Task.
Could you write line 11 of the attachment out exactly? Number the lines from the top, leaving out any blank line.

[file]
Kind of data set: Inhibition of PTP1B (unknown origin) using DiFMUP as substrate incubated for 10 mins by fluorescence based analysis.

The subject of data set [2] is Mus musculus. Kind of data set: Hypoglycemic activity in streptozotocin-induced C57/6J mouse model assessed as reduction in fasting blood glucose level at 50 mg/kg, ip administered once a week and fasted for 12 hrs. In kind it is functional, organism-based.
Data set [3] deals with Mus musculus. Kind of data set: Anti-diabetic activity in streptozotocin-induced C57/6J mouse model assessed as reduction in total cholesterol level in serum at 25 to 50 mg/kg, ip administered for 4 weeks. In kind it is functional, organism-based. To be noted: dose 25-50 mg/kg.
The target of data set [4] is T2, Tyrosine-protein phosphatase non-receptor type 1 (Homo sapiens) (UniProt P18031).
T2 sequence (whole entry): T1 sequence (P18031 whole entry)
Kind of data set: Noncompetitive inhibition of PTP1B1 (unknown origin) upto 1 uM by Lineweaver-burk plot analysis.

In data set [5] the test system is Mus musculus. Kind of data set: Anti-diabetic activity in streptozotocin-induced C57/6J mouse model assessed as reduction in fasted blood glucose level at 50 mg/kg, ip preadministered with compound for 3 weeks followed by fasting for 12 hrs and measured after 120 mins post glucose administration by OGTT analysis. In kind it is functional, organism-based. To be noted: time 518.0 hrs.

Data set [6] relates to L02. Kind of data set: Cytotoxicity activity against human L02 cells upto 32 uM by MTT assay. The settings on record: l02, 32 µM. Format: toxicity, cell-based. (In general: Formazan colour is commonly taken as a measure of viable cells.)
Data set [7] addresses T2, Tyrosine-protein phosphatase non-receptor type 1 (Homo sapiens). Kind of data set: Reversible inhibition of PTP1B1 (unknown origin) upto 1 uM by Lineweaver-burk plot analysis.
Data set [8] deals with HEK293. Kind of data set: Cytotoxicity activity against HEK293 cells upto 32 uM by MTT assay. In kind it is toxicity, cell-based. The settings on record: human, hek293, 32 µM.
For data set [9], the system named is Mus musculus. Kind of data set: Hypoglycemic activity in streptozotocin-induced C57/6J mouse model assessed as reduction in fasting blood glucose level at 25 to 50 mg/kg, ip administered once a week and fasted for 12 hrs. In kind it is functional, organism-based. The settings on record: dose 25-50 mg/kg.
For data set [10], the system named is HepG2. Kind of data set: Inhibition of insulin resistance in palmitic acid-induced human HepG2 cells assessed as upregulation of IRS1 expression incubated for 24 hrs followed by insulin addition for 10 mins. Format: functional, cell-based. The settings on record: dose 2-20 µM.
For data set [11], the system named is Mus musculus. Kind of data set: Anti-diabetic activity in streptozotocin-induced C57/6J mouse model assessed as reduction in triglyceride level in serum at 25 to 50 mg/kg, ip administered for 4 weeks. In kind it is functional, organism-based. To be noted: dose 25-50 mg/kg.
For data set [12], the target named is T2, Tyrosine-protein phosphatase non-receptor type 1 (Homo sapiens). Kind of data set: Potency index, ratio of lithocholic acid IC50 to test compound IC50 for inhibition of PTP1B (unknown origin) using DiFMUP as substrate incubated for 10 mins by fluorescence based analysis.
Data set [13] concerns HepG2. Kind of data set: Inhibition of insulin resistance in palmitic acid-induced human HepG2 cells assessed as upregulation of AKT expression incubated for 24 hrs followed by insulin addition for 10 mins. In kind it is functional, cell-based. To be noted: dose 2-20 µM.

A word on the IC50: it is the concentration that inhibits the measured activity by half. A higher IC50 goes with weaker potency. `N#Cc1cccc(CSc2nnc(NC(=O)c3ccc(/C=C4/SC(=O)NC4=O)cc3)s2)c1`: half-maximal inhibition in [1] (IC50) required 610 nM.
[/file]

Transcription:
For data set [9], the system named is Mus musculus. Kind of data set: Hypoglycemic activity in streptozotocin-induced C57/6J mouse model assessed as reduction in fasting blood glucose level at 25 to 50 mg/kg, ip administered once a week and fasted for 12 hrs. In kind it is functional, organism-based. The settings on record: dose 25-50 mg/kg.